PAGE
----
TIGTA also found the IRS hired more than 1,200 contract employees to help with clerical duties related to processing tax returns, but fell short of its goal of hiring 2,500 contract employees.

TIGTA said the IRS did not meet its hiring goals, including goals for hiring contract employees, because many of these workforce initiatives started late in the filing season, or because of the time it took to hire and train new and reassigned employees.

“These efforts have recently resulted in an increase in productivity levels,” TIGTA wrote, “however, our assessment of remaining inventory indicates that the IRS will not meet all its goals by the end of calendar year 2022.”

The tax return backlog peaked at 20.5 million individual and business tax returns in June, but fell to 10.5 million tax returns by the end of October.

The tax return backlog peaked at 20.5 million individual and business tax returns in June, but fell to 10.5 million tax returns by the end of October.

TIGTA said the IRS is on-track to meet one of its backlog targets, but will once again operate through the upcoming filing season and accept new tax returns while processing its backlog of prior year returns.

The IRS is on-target to process its backlog of about 3 million individual paper tax returns by the end of December. But TIGTA expects it will take the agency until January 2023 to clear its backlog of business paper tax returns, and won’t clear its backlog of rejected returns, unpostable returns and amended returns until June 2023.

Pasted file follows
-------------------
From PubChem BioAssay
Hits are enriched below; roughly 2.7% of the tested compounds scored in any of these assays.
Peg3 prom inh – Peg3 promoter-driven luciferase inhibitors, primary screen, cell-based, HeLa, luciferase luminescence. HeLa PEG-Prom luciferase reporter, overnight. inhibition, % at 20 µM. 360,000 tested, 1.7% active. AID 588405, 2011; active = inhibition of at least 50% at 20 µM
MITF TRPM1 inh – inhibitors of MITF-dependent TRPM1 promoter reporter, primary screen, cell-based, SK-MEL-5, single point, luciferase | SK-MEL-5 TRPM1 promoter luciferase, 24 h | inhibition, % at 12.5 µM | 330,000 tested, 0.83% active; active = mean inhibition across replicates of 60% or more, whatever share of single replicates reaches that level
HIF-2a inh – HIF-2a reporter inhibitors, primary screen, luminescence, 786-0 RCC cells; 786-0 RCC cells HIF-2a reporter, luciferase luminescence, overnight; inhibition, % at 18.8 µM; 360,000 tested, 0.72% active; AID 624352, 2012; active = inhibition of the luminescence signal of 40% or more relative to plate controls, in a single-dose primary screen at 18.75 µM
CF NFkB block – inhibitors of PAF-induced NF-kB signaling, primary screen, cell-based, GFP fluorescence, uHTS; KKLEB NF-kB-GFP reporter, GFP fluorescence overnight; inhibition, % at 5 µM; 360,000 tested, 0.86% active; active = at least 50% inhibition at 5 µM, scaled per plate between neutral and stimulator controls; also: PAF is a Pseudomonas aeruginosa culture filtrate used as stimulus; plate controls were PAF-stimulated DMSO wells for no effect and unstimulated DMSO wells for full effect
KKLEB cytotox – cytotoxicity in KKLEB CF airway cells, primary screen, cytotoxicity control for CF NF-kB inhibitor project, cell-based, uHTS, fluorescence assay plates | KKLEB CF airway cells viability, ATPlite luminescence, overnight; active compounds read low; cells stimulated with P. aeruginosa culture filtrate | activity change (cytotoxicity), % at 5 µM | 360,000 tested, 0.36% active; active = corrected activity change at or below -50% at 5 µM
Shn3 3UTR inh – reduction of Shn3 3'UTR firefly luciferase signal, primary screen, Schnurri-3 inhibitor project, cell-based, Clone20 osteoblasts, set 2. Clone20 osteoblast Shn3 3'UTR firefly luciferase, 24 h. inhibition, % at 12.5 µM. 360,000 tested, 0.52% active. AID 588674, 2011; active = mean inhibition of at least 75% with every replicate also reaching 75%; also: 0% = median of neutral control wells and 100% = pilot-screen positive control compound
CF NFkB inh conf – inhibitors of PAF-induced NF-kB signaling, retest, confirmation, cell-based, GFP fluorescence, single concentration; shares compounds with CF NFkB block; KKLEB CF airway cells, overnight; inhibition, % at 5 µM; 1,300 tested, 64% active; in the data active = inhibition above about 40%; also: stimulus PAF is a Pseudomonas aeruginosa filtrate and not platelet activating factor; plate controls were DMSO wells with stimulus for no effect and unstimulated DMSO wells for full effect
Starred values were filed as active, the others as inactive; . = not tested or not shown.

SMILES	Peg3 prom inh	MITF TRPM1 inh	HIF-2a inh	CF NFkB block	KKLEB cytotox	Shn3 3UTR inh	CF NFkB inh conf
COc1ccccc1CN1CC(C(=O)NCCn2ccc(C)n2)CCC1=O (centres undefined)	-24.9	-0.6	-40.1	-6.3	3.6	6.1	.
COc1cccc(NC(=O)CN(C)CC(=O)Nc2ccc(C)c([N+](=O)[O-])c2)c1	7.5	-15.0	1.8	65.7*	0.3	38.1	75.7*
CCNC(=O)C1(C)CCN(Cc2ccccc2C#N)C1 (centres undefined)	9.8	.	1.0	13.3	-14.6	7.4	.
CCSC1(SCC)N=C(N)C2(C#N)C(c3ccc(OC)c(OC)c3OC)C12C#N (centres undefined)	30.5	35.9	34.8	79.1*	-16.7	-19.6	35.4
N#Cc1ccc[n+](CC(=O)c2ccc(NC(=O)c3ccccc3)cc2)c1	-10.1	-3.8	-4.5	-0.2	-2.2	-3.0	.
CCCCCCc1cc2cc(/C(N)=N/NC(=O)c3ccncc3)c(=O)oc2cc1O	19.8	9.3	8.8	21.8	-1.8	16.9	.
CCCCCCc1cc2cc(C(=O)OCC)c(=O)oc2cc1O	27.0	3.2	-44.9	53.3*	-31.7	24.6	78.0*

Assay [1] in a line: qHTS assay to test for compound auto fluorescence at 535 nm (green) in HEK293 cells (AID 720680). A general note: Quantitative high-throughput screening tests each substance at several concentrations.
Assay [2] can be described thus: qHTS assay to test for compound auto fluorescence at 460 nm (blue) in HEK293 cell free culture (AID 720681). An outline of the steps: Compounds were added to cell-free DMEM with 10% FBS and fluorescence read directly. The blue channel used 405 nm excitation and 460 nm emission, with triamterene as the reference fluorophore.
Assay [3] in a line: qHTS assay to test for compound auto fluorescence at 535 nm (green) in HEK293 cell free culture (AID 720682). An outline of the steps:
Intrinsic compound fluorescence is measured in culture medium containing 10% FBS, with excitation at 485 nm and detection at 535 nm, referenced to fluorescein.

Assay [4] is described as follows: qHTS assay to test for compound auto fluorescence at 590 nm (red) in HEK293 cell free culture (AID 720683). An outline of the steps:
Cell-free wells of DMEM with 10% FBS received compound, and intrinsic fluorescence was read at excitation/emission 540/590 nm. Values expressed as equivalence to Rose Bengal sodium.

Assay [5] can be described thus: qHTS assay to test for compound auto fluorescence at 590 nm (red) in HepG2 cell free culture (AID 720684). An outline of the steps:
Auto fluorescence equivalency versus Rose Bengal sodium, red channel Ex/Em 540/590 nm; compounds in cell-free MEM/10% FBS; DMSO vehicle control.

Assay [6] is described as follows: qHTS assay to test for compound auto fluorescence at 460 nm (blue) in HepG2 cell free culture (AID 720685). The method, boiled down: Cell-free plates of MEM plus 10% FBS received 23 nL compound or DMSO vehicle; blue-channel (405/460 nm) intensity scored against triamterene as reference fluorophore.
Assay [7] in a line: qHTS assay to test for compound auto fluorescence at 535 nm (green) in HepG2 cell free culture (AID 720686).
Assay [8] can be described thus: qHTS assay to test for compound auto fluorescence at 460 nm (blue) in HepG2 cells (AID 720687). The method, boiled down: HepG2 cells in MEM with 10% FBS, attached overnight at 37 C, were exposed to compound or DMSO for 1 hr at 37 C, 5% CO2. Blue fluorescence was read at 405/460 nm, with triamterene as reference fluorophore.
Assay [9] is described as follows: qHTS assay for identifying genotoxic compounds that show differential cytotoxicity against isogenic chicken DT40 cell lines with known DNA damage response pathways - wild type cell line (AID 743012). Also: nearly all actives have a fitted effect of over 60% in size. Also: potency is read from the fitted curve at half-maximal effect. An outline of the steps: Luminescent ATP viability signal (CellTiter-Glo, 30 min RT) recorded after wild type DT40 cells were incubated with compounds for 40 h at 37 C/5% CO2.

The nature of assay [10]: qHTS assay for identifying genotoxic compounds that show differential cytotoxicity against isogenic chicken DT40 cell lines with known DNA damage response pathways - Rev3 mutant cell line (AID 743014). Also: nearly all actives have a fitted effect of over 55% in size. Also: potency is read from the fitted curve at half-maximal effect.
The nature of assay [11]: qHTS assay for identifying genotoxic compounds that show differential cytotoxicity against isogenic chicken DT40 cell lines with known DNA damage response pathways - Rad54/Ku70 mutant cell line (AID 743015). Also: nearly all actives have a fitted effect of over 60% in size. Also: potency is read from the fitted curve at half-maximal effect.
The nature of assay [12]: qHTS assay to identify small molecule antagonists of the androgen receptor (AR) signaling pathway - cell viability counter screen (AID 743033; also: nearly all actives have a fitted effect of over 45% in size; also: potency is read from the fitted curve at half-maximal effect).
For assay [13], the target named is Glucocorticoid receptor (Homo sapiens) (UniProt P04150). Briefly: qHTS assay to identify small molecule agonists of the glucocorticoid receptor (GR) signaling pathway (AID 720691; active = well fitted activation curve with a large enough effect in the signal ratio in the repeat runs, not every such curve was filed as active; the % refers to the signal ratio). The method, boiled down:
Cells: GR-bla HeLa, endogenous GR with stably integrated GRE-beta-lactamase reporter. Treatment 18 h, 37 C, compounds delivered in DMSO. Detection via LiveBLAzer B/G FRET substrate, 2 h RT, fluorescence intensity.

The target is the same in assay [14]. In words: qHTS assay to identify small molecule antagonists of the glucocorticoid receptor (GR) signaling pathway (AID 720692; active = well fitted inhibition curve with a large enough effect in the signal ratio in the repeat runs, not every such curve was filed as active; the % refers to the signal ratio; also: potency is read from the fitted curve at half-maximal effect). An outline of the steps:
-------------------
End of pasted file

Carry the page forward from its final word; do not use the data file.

TIGTA also found the IRS won’t fully dig out from its backlog of taxpayer correspondence, complex amended returns and other casework until approximately April 2023.

In addition to its hiring goals, the IRS implemented mandatory overtime for 6,000 employees and voluntary overtime for 10,000 employees.

The IRS detailed about 1,500 employees from other agency functions with help with tax returns processing and a backlog of taxpayer correspondence.

The IRS put about 900 employees in accounts management remote offices to work on “surge teams”  to handle a backlog of amended tax returns. The agency also sent more than 650 employees in its Small Business/Self-Employed Division to assist with the backlog at tax processing centers.

IRS management told TIGTA that surge team members will continue working on their returns through the end of the calendar year.

The agency also shifted 800 employees from other IRS functions to work in Accounts Management, the primary IRS division for customer contact. Employees in Accounts Management answer taxpayer phone calls, as well as handle correspondence and amended tax returns.

The IRS relied on some automation tools to help reduce the burden on its workforce. The agency automated the correction of some common tax return errors, but the tool was limited only to electronically filed tax returns, and its backlog is largely paper tax returns.

The agency also suspended dozens of notices “to reduce taxpayer burden and prevent inventory increases. It also implemented voice and chatbots to answer some taxpayer questions, or route them to the right department for help.

IRS management told TIGTA the agency will continue to use its direct hire authority, which Congress reauthorized in the fiscal 2023 omnibus, to continue to address its backlog. The agency will also continue to rely on contract employees to help with clerical backlog work through 2023.